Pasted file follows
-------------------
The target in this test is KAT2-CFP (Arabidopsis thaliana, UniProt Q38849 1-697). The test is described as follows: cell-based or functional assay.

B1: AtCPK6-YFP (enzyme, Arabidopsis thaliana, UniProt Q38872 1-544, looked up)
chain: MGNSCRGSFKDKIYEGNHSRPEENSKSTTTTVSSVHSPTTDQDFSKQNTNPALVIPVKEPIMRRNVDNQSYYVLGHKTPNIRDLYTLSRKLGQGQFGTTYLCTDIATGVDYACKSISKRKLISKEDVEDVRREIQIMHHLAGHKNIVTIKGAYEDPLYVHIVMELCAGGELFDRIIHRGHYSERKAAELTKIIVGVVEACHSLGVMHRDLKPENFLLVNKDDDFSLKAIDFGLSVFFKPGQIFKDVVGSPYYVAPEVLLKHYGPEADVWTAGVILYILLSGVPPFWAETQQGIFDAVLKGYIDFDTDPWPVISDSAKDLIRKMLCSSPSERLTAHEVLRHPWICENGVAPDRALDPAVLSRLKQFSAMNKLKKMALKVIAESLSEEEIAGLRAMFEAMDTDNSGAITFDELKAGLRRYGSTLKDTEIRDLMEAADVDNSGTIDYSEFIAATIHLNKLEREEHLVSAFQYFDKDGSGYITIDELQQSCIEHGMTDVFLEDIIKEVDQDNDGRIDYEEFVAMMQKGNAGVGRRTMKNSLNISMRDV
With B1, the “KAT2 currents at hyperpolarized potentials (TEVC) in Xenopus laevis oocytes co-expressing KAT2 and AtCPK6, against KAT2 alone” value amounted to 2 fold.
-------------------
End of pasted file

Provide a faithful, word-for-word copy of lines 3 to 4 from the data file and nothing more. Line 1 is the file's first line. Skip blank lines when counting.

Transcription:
chain: MGNSCRGSFKDKIYEGNHSRPEENSKSTTTTVSSVHSPTTDQDFSKQNTNPALVIPVKEPIMRRNVDNQSYYVLGHKTPNIRDLYTLSRKLGQGQFGTTYLCTDIATGVDYACKSISKRKLISKEDVEDVRREIQIMHHLAGHKNIVTIKGAYEDPLYVHIVMELCAGGELFDRIIHRGHYSERKAAELTKIIVGVVEACHSLGVMHRDLKPENFLLVNKDDDFSLKAIDFGLSVFFKPGQIFKDVVGSPYYVAPEVLLKHYGPEADVWTAGVILYILLSGVPPFWAETQQGIFDAVLKGYIDFDTDPWPVISDSAKDLIRKMLCSSPSERLTAHEVLRHPWICENGVAPDRALDPAVLSRLKQFSAMNKLKKMALKVIAESLSEEEIAGLRAMFEAMDTDNSGAITFDELKAGLRRYGSTLKDTEIRDLMEAADVDNSGTIDYSEFIAATIHLNKLEREEHLVSAFQYFDKDGSGYITIDELQQSCIEHGMTDVFLEDIIKEVDQDNDGRIDYEEFVAMMQKGNAGVGRRTMKNSLNISMRDV
With B1, the “KAT2 currents at hyperpolarized potentials (TEVC) in Xenopus laevis oocytes co-expressing KAT2 and AtCPK6, against KAT2 alone” value amounted to 2 fold.